Whether trading under a Rule 10b5-1 trading plan can help shield corporate executives from securities fraud liability is a topic that courts continue to explore.
Rule 10b5-1, put into place in 2000, establishes that a person’s purchase or sale of securities is not “on the basis of” material nonpublic information if, before becoming aware of the information, the person enters into a binding contract, instruction, or trading plan (as defined in the rule) covering the securities transaction at issue. To take advantage of this potential affirmative defense, many executives have implemented trading plans for their sales of company stock.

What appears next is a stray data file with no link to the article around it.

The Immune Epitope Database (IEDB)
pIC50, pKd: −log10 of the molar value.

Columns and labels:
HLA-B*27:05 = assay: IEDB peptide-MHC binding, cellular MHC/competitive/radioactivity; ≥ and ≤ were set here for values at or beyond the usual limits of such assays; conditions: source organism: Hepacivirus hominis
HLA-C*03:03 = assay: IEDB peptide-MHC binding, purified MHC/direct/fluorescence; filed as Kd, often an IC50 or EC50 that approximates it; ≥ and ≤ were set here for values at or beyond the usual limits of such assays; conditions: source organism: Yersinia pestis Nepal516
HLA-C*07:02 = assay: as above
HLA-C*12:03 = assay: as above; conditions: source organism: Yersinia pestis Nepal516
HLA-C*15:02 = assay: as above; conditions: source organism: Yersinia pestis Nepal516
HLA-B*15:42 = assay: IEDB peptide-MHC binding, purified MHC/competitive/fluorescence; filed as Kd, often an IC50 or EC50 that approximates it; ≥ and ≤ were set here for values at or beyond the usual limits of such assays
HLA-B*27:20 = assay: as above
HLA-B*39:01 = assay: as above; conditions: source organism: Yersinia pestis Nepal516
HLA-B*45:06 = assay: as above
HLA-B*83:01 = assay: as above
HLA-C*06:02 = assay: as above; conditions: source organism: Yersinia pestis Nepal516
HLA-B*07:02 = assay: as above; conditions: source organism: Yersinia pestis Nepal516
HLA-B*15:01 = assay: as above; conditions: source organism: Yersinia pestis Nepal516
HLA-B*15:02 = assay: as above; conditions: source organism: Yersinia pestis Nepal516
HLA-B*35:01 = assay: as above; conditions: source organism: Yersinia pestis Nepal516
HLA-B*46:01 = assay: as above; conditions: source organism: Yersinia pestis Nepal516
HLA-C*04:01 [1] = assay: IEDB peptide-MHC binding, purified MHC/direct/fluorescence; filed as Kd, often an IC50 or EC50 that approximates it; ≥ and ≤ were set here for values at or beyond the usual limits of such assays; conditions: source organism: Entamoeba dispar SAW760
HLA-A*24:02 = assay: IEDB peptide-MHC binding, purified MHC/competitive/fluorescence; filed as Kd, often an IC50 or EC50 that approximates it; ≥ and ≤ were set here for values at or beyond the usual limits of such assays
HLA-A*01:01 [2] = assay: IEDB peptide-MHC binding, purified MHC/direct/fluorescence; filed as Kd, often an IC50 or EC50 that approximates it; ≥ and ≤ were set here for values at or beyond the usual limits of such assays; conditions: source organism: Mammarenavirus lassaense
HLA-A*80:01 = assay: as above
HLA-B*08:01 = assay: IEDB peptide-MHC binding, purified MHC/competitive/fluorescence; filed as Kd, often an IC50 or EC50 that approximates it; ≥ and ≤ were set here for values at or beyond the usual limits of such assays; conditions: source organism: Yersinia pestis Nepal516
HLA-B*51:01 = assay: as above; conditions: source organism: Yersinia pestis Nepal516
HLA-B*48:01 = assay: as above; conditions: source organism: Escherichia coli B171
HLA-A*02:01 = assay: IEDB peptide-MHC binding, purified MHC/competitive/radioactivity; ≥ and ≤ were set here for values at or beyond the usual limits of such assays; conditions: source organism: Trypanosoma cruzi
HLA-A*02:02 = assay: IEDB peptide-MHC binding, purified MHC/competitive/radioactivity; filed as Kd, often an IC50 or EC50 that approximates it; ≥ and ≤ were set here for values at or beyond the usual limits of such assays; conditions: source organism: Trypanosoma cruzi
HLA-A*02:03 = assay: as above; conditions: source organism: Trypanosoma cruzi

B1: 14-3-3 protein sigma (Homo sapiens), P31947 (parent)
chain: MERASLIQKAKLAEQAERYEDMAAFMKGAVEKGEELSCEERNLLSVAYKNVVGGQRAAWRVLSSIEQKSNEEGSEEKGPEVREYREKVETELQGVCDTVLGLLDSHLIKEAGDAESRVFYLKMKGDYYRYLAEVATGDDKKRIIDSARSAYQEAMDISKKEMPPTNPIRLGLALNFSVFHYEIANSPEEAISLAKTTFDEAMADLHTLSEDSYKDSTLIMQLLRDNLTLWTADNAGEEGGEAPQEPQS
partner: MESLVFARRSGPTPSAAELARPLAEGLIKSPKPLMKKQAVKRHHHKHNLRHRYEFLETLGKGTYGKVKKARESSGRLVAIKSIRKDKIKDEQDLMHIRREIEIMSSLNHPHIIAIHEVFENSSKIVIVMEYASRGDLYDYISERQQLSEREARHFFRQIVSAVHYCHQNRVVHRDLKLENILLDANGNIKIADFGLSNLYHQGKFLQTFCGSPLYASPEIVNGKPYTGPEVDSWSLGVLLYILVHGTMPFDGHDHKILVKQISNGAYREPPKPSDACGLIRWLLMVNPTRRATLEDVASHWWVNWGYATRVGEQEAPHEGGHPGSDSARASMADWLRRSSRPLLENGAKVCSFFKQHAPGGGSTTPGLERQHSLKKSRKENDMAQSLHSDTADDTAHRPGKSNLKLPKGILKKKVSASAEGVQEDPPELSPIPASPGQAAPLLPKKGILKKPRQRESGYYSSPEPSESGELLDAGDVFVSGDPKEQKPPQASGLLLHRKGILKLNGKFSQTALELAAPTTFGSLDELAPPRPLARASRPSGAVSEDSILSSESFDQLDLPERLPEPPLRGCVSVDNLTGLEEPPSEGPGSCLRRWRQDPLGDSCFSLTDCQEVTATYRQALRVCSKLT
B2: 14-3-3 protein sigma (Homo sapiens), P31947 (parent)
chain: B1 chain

Insider trading, of course, is often used by plaintiffs in securities class actions to create an inference of scienter (i.e., fraudulent intent). The plaintiffs allege that the individual corporate defendants profited from the alleged fraud by selling their company stock at an artificially inflated price. In the latest decision to consider the impact of Rule 10b5-1 trading plans on insider trading scienter allegations, the court in In re Netflix, Inc. Sec. Litig., 2005 WL 1562858 (N.D. Cal. June 28, 2005) found that the fact that the trading in question took place pursuant to a trading plan mitigated against a finding of an inference of scienter.
The author of The 10b-5 Daily has written an article (with one of his colleagues) on this topic.